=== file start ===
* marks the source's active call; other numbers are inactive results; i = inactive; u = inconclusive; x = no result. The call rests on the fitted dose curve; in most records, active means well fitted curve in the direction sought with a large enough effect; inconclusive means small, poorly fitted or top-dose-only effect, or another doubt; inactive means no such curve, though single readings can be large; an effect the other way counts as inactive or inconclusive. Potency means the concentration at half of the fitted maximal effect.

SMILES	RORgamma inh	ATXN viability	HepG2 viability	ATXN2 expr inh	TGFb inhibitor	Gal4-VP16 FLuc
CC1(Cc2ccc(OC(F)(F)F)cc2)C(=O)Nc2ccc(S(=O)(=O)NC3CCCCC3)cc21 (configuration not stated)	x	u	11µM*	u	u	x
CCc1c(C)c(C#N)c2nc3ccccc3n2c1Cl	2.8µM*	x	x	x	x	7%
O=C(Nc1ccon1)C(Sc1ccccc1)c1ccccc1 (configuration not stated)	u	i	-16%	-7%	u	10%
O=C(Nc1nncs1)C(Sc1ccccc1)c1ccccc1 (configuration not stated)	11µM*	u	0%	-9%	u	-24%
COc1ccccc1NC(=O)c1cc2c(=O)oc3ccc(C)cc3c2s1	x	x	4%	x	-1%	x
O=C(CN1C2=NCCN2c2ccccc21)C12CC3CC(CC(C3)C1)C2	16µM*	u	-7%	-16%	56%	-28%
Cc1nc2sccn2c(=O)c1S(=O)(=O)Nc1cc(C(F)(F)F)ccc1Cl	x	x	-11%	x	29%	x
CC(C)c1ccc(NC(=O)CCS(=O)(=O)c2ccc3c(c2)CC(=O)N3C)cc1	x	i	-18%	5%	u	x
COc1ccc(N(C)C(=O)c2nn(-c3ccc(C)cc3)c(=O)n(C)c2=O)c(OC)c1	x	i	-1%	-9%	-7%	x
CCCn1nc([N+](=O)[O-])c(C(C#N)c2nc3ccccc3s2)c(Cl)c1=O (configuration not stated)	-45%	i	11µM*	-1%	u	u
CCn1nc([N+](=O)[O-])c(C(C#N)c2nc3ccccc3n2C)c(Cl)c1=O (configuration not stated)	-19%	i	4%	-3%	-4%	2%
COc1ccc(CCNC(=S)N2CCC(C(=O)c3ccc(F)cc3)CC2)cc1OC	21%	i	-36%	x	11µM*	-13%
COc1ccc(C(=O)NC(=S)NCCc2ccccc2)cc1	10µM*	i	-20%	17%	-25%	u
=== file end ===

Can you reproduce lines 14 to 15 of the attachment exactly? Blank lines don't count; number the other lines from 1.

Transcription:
COc1ccc(CCNC(=S)N2CCC(C(=O)c3ccc(F)cc3)CC2)cc1OC	21%	i	-36%	x	11µM*	-13%
COc1ccc(C(=O)NC(=S)NCCc2ccccc2)cc1	10µM*	i	-20%	17%	-25%	u